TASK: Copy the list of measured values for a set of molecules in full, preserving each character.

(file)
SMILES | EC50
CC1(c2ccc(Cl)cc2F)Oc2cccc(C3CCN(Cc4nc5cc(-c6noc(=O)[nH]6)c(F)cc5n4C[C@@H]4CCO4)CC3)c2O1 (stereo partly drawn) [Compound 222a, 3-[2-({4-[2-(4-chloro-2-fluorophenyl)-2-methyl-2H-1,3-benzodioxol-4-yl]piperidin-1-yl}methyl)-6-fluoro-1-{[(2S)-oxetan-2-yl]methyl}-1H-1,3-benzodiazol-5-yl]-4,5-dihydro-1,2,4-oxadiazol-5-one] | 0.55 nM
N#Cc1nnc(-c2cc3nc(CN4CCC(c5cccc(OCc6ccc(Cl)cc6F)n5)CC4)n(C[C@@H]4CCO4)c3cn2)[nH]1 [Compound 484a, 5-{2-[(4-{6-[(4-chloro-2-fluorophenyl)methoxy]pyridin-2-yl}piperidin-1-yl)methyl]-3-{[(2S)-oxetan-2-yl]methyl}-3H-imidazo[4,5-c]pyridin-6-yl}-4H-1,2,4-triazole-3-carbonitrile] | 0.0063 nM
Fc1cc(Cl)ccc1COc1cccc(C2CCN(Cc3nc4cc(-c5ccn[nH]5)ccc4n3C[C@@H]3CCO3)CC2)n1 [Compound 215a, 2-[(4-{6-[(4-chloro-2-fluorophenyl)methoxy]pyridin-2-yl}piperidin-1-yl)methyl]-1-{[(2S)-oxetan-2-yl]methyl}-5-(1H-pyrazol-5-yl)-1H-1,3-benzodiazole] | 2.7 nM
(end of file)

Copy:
SMILES | EC50
CC1(c2ccc(Cl)cc2F)Oc2cccc(C3CCN(Cc4nc5cc(-c6noc(=O)[nH]6)c(F)cc5n4C[C@@H]4CCO4)CC3)c2O1 (stereo partly drawn) [Compound 222a, 3-[2-({4-[2-(4-chloro-2-fluorophenyl)-2-methyl-2H-1,3-benzodioxol-4-yl]piperidin-1-yl}methyl)-6-fluoro-1-{[(2S)-oxetan-2-yl]methyl}-1H-1,3-benzodiazol-5-yl]-4,5-dihydro-1,2,4-oxadiazol-5-one] | 0.55 nM
N#Cc1nnc(-c2cc3nc(CN4CCC(c5cccc(OCc6ccc(Cl)cc6F)n5)CC4)n(C[C@@H]4CCO4)c3cn2)[nH]1 [Compound 484a, 5-{2-[(4-{6-[(4-chloro-2-fluorophenyl)methoxy]pyridin-2-yl}piperidin-1-yl)methyl]-3-{[(2S)-oxetan-2-yl]methyl}-3H-imidazo[4,5-c]pyridin-6-yl}-4H-1,2,4-triazole-3-carbonitrile] | 0.0063 nM
Fc1cc(Cl)ccc1COc1cccc(C2CCN(Cc3nc4cc(-c5ccn[nH]5)ccc4n3C[C@@H]3CCO3)CC2)n1 [Compound 215a, 2-[(4-{6-[(4-chloro-2-fluorophenyl)methoxy]pyridin-2-yl}piperidin-1-yl)methyl]-1-{[(2S)-oxetan-2-yl]methyl}-5-(1H-pyrazol-5-yl)-1H-1,3-benzodiazole] | 2.7 nM